Active Electrostatic Radiation Shielding For Space Craft

NASA is actively soliciting proposals for developing and validating active electrostatic radiation shielding to be used for protecting astronauts and space habitats in long duration human space missions.

The idea of using an electrostatic radiation shield has been around since at least the 1950's; an artist's conception of an electrostatic shield created from inflatable, conductive spheres about 5 meters across for a lunar base is shown below.


(Artistís concept of an electrostatic radiation shield
Image courtesy ASRC Aerospace. )

Rejecting passive shielding as too costly due to weight, NASA is looking carefully at active shielding this time.

Primary candidates for active shielding include but are not limited to: confined and unconfined magnetic fields requiring super-conducting magnets, plasma shields, and electrostatic shields. Recently, a journal publication (Adv. Space Res. 42 (2008) 1043) made a critical analysis and demonstrated why previous approaches of using electrostatic and magnetic radiation shielding were not feasible. Further it clearly established the feasibility proof-of-concept of electrostatic active shielding using the novel approach of quadruple configuration. The biggest advantage of active electrostatic radiation shielding is that by preventing ions from hitting the spacecraft, the unknown harmful biological effects of continuous long duration exposure to space radiation is significantly reduced (~ 70 %) for galactic cosmic rays (GCR) and for solar particle events (SPE), of great concern for radiation exposure, it is practically eliminated. It is believed that the best strategy for radiation protection and shielding for long duration human missions is to use electrostatic active radiation shielding while, in concert, taking the full advantage of the state-of-the-art evolutionary passive (material) shielding technologies for the much reduced and weaken radiation that may escape and hit the spacecraft.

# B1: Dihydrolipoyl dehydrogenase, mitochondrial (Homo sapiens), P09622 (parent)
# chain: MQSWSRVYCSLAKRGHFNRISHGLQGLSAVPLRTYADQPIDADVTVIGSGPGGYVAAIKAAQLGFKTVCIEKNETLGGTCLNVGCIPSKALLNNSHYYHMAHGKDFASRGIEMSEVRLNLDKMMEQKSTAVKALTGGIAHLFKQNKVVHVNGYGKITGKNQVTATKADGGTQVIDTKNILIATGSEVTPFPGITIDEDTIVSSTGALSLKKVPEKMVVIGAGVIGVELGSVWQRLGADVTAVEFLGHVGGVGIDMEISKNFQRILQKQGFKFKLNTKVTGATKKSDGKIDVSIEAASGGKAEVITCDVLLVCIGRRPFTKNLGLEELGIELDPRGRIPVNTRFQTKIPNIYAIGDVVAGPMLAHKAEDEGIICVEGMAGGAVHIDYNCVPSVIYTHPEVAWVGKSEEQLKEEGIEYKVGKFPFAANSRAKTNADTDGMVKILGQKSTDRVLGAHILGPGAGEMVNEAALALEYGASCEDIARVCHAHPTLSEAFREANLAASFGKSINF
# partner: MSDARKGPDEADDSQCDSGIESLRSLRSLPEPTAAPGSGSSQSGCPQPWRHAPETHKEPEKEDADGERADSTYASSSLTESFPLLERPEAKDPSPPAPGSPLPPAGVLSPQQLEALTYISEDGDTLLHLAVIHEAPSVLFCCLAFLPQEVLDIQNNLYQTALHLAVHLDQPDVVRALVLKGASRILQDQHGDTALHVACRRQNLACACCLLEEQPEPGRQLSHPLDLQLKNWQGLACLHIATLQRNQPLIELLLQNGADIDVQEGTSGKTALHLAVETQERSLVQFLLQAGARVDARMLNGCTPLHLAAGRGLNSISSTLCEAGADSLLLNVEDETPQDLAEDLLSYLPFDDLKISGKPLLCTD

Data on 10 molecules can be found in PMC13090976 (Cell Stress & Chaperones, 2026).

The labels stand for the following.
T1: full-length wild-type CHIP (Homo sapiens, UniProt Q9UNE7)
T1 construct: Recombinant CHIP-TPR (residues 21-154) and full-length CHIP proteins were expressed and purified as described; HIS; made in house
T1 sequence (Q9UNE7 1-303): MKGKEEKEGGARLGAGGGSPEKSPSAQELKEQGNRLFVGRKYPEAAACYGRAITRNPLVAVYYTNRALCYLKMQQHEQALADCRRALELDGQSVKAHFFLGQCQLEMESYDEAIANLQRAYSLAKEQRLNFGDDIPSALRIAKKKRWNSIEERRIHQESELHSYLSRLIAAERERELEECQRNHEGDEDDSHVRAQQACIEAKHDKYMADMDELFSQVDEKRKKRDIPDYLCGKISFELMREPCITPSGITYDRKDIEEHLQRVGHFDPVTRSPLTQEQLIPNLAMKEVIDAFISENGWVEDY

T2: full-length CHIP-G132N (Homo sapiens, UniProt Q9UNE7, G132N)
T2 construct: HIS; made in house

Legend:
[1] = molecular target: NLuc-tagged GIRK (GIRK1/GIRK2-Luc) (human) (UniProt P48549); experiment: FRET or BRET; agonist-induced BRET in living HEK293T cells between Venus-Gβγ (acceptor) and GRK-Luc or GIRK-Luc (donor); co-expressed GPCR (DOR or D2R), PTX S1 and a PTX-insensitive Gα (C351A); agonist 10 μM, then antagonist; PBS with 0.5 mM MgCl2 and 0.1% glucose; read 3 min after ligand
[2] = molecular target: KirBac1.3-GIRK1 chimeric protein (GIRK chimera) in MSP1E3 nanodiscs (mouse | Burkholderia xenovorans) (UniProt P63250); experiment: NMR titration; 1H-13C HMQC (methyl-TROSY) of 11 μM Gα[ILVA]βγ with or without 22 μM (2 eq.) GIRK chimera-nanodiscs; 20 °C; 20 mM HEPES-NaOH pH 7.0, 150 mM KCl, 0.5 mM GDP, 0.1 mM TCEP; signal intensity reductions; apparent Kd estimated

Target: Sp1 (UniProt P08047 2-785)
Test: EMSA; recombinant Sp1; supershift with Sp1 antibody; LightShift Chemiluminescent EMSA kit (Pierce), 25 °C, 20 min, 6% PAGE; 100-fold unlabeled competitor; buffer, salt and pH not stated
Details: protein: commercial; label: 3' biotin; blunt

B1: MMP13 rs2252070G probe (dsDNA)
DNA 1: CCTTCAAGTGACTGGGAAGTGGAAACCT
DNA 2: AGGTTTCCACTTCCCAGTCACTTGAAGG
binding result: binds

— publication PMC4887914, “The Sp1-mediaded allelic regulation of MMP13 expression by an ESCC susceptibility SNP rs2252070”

SF fans have been treated to a variety of ideas relating to both active and passive shields on space craft. See the shield from Doc Smith's 1930 novel Skylark Three, the radiation shield from John W. Campbell's 1936 novel The Ultimate Weapon and the Langston Field from Niven and Pournelle's 1974 novel The Mote in God's Eye.

From spaceref via @nyrath.

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